Guy Fawkes: or, The Gunpowder Treason: An Historical Romanceñêà÷àòü êíèãó áåñïëàòíî
“Thou art mistaken, Guy Fawkes,” returned the corpse. “Thy scheme is not for the advantage of the Catholic Church.”
“I will not pause to inquire wherefore,” continued Fawkes. “But, grant that the means are violent and wrongful, will the end be successful?”
“The end will be death,” replied the corpse.
“To the tyrant – to the oppressors?” demanded Fawkes.
“To the conspirators,” was the answer.
“Ha!” ejaculated Fawkes.
“Proceed, if you have aught more to ask,” cried Dr. Dee. “The flame is expiring.”
“Shall we restore the fallen religion?” demanded Fawkes.
But before the words could be pronounced the light vanished, and a heavy sound was heard, as of the body falling on the frame.
“It is over,” said Doctor Dee.
“Can you not summon her again?” asked Fawkes, in a tone of deep disappointment. “I had other questions to ask.”
“Impossible,” replied the Doctor. “The spirit is fled, and will not be recalled. We must now commit the body to the earth. And this time it shall be more decently interred.”
“My curiosity is excited, – not satisfied,” said Guy Fawkes. “Would it were to occur again!”
“It is ever thus,” replied Doctor Dee. “We seek to know that which is interdicted, – and quench our thirst at a fountain that only inflames our curiosity the more. Be warned, my son. You are embarked on a perilous enterprise, and if you pursue it, it will lead you to certain destruction.”
“I cannot retreat,” rejoined Fawkes, “and would not, if I could. I am bound by an oath too terrible to be broken.”
“I will absolve you of your oath, my son,” said Dr. Dee, eagerly.
“You cannot, reverend sir,” replied Fawkes. “By no sophistry could I clear my conscience of the ties imposed upon it. I have sworn never to desist from the execution of this scheme, unless those engaged in it shall give me leave. Nay, so resolved am I, that if I stood alone I would go on.”
As he spoke, a deep groan issued from the corpse.
“You are again warned, my son,” said Dee.
“Come forth,” said Guy Fawkes, rushing towards the door, and throwing it open. “This place stifles me.”
The night has already been described as bright and beautiful. Before him stood the Collegiate Church bathed in moonlight. He gazed abstractedly at this venerable structure for a few moments, and then returned to the charnel, where he found Doctor Dee and Kelley employed in placing the body of the prophetess in a coffin, which they had taken from a pile in the corner. He immediately proffered his assistance, and in a short space the task was completed. The coffin was then borne towards the grave, at the edge of which it was laid while the burial-service was recited by Doctor Dee. This ended, it was lowered into its shallow resting-place, and speedily covered with earth.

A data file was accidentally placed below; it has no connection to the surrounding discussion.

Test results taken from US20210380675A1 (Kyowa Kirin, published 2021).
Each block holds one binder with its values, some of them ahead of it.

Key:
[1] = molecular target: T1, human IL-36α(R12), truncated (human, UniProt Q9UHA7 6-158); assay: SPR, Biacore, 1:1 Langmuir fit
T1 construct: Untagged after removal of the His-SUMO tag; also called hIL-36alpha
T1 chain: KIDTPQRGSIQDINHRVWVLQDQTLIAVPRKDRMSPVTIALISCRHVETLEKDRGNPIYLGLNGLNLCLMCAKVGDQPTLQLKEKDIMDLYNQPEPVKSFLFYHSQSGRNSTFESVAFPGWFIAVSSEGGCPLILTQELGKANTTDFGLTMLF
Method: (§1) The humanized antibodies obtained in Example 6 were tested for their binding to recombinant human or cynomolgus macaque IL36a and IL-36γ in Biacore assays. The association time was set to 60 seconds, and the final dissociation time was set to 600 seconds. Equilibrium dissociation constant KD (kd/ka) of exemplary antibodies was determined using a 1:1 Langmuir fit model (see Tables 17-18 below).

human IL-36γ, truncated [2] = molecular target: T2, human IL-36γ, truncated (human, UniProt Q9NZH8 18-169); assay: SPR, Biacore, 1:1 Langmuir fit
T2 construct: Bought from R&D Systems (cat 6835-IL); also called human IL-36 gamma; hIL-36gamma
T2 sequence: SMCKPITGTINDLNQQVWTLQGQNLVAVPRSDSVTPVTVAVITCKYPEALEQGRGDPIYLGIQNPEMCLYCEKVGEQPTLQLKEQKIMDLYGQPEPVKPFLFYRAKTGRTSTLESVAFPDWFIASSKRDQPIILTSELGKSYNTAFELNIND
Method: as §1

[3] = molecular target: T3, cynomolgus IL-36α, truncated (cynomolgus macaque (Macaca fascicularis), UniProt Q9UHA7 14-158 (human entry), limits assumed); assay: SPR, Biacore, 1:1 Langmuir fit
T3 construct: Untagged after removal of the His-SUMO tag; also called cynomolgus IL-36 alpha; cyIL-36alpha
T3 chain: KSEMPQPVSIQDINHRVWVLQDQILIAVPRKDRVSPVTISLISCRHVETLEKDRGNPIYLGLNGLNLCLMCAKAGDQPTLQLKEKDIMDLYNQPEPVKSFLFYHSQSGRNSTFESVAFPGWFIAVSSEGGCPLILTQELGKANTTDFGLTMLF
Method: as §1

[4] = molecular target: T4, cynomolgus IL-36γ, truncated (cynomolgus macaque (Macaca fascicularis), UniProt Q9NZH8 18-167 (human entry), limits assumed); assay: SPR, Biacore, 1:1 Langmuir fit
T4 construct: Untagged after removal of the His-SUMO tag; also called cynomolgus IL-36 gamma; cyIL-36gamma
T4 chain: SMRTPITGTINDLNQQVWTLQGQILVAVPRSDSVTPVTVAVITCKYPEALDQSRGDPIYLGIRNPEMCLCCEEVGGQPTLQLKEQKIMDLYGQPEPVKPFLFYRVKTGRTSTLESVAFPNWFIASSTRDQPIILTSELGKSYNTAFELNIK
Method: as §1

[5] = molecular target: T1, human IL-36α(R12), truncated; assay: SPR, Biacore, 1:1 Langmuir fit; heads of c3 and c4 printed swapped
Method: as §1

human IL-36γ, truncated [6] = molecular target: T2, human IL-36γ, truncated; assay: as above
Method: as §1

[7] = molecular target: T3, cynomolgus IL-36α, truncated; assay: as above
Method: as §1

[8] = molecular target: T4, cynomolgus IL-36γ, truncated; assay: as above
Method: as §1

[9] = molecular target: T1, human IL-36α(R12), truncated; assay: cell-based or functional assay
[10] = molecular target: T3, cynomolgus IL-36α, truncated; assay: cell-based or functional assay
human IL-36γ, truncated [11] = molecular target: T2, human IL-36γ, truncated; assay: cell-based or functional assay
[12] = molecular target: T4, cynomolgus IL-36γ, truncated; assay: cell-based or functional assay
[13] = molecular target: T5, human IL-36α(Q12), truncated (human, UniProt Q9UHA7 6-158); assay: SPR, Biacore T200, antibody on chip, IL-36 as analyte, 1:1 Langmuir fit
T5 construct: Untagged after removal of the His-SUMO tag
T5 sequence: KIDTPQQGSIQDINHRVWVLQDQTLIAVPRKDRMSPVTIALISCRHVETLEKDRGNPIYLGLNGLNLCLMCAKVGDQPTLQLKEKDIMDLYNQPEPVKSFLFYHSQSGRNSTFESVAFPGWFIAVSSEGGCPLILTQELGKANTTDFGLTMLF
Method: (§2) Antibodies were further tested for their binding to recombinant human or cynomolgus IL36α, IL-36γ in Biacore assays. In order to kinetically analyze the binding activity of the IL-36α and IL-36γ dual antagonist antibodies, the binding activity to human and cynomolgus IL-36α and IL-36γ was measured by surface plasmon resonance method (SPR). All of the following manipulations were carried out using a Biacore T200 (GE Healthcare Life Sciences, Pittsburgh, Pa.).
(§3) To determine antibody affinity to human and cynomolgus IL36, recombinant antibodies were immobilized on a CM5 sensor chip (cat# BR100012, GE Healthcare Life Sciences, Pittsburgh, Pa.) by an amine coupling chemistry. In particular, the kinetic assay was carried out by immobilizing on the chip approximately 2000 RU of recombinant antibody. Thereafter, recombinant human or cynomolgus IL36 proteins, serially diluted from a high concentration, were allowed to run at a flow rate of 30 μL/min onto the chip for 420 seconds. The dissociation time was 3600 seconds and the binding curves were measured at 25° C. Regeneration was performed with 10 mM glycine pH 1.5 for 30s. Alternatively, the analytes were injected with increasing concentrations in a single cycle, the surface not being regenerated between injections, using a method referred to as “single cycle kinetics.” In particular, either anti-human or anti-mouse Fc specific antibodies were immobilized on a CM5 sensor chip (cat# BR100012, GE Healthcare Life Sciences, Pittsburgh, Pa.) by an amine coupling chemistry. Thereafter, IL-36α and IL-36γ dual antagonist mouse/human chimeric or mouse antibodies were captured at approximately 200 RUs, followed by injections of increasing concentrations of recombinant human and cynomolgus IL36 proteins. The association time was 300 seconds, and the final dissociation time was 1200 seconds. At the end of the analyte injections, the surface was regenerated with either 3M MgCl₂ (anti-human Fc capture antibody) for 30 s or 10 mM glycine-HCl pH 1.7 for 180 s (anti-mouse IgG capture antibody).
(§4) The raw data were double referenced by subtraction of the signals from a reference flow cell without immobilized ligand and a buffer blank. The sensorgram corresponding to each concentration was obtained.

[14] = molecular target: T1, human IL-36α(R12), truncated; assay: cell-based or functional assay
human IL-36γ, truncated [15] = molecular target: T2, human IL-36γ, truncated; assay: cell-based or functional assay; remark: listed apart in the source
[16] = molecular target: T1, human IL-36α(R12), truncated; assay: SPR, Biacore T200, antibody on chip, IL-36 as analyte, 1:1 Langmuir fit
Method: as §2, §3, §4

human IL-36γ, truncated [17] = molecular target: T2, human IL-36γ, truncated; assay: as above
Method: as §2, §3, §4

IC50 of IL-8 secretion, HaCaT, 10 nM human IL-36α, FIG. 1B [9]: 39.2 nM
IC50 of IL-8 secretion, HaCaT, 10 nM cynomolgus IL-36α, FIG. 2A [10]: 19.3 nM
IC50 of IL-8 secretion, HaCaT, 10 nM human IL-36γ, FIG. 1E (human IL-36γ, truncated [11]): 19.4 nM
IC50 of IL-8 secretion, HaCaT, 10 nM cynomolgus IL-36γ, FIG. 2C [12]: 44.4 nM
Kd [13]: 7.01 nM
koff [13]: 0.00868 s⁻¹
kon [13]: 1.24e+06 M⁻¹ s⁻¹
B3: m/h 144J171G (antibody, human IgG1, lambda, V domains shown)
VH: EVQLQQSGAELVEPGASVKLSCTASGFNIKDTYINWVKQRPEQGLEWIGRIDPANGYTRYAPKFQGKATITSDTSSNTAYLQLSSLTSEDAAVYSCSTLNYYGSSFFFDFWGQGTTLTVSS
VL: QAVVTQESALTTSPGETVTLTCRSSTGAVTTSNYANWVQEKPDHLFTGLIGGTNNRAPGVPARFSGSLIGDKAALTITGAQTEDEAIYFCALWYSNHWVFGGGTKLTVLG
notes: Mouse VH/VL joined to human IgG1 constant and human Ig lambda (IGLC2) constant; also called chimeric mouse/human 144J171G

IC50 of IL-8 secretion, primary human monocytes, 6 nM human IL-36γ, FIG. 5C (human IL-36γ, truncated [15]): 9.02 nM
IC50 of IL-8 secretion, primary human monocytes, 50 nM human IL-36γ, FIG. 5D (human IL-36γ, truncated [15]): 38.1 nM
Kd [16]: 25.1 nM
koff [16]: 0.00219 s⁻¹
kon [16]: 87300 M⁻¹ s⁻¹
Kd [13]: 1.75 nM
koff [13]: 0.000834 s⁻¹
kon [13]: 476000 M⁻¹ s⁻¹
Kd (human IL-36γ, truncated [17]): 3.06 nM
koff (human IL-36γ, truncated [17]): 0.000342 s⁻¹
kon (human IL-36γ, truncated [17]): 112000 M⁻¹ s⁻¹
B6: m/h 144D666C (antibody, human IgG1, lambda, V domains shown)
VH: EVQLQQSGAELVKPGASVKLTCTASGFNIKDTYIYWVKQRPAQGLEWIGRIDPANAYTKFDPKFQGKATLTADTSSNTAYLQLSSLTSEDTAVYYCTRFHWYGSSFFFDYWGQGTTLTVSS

When all was ready for their departure, the Doctor turned to Fawkes, and, bidding him farewell, observed,
“If you are wise, my son, you will profit by the awful warning you have this night received.”
“Before we part, reverend sir,” replied Fawkes, “I would ask if you know of other means whereby an insight may be obtained into the future?”
“Many, my son,” replied Dee.
“I have a magic glass, in which, with due preparation, you may behold exact representations of coming events. I am now returning to the College, and if you will accompany me, I will show it to you.”
The offer was eagerly accepted, and the party quitted the churchyard.
THE MAGIC GLASS
The old College of Manchester occupied, as is well known, the site of the existing structure, called after the benevolent individual by whom that admirable charity was founded, and whom we have ventured to introduce in this history, – the Chetham Hospital. Much, indeed, of the ancient building remains; for though it was considerably repaired and enlarged, being “very ruinous and in great decay,” at the time of its purchase in 1654, by the feoffees under Humphrey Chetham's will, from the sequestrators of the Earl of Derby's estates, still the general character of the fabric has been preserved, and several of its chambers retained. Originally built on the foundation of a manor-house denominated The Baron's Hall, – the abode of the Grelleys and the De la Warrs, lords of Manchester, – the College continued to be used as the residence of the warden and fellows of the Collegiate Church until the reign of Edward the First, when that body was dissolved. On the accession, however, of Mary, the College was re-established; but the residence of the ecclesiastical body being removed to a house in Deansgate, the building was allowed to become extremely dilapidated, and was used partly as a prison for recusants and other offenders, and partly as a magazine for powder. In this state Dr. Dee found it when he succeeded to the wardenship in 1595, and preferring it, notwithstanding its ruinous condition, to the house appointed for him elsewhere, took up his abode within it.